Council approves Continuity of Care policies


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Today, the CPSO Council approved the four inter-related Continuity of Care policies. As the burden on the health system increases and becomes more complex, the information exchange across intersections of the health care system becomes increasingly important. These policies are an essential component of patient-centred care and patient safety.

We engaged for an extended six month period with many health care partners, patients and stakeholders across the health care system over an extended six month consultation period and as a result of this engagement, we were able to refine the policies to minimize the burden on physicians while still addressing the potential gaps in patient care. We are grateful for the level of deliberation and collaboration that was achieved in order to finalize this important set of policies.

  • Availability and Coverage – You’ll be able to see your doctor for urgent issues and they’ll help you understand where to go for care outside office hours.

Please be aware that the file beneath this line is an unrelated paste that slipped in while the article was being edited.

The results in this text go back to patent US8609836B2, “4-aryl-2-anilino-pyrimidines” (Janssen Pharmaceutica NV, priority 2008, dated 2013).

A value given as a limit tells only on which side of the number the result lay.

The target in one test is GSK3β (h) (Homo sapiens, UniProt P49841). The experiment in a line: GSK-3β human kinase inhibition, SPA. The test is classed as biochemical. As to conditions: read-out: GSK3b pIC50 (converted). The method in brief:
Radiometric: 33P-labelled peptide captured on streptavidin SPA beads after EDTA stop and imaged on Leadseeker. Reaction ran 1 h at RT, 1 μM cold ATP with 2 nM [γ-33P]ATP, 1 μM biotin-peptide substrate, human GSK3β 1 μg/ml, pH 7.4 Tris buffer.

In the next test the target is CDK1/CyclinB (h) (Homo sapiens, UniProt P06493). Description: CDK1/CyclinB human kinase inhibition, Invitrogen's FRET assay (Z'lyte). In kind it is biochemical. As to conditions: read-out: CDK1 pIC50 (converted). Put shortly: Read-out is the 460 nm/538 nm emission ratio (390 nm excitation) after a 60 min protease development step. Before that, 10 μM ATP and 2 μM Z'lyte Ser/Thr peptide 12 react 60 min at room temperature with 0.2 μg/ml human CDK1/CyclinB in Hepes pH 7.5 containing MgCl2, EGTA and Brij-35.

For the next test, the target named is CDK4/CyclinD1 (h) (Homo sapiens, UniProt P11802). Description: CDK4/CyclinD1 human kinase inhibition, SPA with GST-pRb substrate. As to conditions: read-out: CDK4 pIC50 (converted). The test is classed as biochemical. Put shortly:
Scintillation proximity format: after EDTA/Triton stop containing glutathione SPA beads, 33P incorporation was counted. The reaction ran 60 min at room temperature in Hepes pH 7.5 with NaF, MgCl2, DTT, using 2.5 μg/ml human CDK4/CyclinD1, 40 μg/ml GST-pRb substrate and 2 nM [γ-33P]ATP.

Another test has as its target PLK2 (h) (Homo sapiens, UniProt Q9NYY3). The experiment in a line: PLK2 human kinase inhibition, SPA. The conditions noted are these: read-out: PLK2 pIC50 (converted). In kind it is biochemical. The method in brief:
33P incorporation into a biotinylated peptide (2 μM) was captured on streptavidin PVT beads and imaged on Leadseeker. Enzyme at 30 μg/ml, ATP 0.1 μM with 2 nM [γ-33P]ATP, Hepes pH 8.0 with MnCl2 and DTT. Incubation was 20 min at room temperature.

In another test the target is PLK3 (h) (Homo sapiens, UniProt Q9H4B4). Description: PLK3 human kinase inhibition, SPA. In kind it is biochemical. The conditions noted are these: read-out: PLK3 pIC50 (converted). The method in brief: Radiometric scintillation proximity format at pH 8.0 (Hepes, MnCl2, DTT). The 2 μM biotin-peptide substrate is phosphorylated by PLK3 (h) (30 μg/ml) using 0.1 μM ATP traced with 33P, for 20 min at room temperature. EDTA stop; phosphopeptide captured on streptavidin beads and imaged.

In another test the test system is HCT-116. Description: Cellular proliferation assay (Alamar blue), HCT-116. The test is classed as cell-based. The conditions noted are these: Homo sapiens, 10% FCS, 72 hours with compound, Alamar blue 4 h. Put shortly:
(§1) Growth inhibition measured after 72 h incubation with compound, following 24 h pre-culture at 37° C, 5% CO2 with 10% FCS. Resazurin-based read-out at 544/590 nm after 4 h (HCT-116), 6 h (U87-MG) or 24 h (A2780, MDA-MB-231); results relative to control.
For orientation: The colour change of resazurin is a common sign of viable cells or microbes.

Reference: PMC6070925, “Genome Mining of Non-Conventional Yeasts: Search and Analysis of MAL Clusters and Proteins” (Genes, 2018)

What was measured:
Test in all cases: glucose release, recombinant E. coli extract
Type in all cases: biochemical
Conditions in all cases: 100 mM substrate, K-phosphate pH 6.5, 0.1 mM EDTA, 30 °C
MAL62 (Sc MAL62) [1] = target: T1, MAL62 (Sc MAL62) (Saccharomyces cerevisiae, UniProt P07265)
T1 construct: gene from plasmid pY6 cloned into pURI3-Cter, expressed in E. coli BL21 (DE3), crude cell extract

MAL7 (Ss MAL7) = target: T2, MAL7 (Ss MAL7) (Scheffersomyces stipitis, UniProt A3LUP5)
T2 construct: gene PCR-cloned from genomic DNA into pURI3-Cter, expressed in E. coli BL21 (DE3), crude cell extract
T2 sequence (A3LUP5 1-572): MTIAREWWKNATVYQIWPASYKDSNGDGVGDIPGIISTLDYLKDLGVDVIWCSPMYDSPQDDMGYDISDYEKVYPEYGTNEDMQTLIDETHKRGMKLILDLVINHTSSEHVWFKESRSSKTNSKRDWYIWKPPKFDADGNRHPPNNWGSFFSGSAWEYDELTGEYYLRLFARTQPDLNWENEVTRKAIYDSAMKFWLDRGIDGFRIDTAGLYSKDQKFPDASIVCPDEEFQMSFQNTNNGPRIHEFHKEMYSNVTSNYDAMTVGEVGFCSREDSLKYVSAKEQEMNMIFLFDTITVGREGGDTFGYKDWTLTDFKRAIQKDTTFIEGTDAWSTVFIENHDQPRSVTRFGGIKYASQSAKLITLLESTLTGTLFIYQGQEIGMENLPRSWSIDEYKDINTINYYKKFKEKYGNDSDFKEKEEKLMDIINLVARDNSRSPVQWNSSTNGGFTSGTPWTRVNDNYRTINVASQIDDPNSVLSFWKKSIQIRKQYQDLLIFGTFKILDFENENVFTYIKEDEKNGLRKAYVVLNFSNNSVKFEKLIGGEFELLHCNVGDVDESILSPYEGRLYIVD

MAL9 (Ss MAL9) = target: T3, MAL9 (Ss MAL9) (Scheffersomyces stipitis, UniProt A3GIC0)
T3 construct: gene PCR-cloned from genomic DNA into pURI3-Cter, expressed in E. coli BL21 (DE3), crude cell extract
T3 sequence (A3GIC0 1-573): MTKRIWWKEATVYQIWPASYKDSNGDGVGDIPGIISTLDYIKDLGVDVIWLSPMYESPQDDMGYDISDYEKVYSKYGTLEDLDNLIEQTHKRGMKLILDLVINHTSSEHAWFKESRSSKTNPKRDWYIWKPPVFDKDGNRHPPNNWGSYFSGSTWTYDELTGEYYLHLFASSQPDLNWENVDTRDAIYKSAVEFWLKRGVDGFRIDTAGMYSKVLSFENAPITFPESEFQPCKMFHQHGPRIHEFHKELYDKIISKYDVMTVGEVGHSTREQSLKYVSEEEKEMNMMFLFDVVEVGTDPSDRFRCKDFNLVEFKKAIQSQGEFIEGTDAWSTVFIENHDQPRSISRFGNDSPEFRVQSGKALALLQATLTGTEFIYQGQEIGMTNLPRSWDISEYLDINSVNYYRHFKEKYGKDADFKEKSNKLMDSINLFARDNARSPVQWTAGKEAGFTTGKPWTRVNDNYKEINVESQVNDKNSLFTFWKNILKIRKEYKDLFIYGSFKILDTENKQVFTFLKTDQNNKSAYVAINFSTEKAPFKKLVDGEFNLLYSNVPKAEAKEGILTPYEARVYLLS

• Managing Tests – You can call in or book an appointment to receive your test results, even if there’s nothing to be concerned about.
  • Transitions in Care – You’ll understand who is responsible for your care and information will be shared between those involved in your care.
  • Walk-In-Clinics – When you need to visit a walk-in clinic, you can request that details of your visit be shared with your family doctor.

Continuity of care is a challenge across the entire health system and physicians are not solely responsible for ensuring that continuity of care is achieved. There are often factors at the health system-level that are beyond the control or influence of individual physicians that impact continuity of care.  We are committed to continuing to work with our health partners across the system to address these issues and make recommendations.

As the policy contains new expectations that may require time for physicians to adjust how they manage their practice, the CPSO has implemented a 30-day transition period to allow physicians to align with any new expectations that were not previously set out in policy or where there has been a substantial change in the expectation. More information about these policies is available on our website.